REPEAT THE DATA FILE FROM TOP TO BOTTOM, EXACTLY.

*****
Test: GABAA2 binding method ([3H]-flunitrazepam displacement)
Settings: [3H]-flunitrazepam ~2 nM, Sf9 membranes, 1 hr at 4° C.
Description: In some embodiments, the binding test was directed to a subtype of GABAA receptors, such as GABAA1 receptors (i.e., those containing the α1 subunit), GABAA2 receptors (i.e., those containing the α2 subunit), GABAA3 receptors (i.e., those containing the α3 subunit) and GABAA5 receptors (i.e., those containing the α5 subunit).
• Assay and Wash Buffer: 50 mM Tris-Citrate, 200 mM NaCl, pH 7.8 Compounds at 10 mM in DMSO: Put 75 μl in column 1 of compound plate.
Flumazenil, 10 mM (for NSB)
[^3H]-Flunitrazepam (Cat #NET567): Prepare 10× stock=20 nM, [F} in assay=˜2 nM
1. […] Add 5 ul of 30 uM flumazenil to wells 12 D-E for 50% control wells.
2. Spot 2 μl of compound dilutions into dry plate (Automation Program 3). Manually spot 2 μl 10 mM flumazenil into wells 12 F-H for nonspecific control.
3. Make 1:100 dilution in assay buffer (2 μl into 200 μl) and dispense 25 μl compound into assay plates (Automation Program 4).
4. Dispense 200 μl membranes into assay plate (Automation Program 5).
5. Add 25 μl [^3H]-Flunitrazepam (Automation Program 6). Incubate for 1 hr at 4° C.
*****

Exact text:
Test: GABAA2 binding method ([3H]-flunitrazepam displacement)
Settings: [3H]-flunitrazepam ~2 nM, Sf9 membranes, 1 hr at 4° C.
Description: In some embodiments, the binding test was directed to a subtype of GABAA receptors, such as GABAA1 receptors (i.e., those containing the α1 subunit), GABAA2 receptors (i.e., those containing the α2 subunit), GABAA3 receptors (i.e., those containing the α3 subunit) and GABAA5 receptors (i.e., those containing the α5 subunit).
• Assay and Wash Buffer: 50 mM Tris-Citrate, 200 mM NaCl, pH 7.8 Compounds at 10 mM in DMSO: Put 75 μl in column 1 of compound plate.
Flumazenil, 10 mM (for NSB)
[^3H]-Flunitrazepam (Cat #NET567): Prepare 10× stock=20 nM, [F} in assay=˜2 nM
1. […] Add 5 ul of 30 uM flumazenil to wells 12 D-E for 50% control wells.
2. Spot 2 μl of compound dilutions into dry plate (Automation Program 3). Manually spot 2 μl 10 mM flumazenil into wells 12 F-H for nonspecific control.
3. Make 1:100 dilution in assay buffer (2 μl into 200 μl) and dispense 25 μl compound into assay plates (Automation Program 4).
4. Dispense 200 μl membranes into assay plate (Automation Program 5).
5. Add 25 μl [^3H]-Flunitrazepam (Automation Program 6). Incubate for 1 hr at 4° C.